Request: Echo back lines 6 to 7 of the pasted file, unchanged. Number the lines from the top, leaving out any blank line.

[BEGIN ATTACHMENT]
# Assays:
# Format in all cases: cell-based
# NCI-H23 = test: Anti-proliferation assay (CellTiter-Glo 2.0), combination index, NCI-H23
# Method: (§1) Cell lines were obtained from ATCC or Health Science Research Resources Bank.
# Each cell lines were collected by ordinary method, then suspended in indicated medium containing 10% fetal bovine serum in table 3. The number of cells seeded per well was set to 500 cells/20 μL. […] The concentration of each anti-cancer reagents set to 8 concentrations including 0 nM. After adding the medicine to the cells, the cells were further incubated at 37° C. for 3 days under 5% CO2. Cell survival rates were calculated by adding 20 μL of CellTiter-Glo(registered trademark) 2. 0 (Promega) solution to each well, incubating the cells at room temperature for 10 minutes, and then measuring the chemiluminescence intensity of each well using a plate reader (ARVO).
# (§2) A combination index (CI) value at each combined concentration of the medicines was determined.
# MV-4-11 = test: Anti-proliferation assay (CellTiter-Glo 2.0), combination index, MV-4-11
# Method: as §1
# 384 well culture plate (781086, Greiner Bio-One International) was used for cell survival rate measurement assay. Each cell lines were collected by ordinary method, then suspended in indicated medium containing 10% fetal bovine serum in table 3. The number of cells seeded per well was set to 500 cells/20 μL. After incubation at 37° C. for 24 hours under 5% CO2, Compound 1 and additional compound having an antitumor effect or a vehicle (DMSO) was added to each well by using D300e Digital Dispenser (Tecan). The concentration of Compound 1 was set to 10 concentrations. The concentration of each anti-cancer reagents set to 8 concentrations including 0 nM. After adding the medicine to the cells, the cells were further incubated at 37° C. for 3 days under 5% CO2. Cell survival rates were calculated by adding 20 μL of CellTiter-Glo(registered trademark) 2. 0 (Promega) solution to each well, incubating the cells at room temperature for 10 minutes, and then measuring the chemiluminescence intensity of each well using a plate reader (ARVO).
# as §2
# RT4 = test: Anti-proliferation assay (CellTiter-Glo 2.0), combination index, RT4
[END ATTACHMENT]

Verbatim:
# (§2) A combination index (CI) value at each combined concentration of the medicines was determined.
# MV-4-11 = test: Anti-proliferation assay (CellTiter-Glo 2.0), combination index, MV-4-11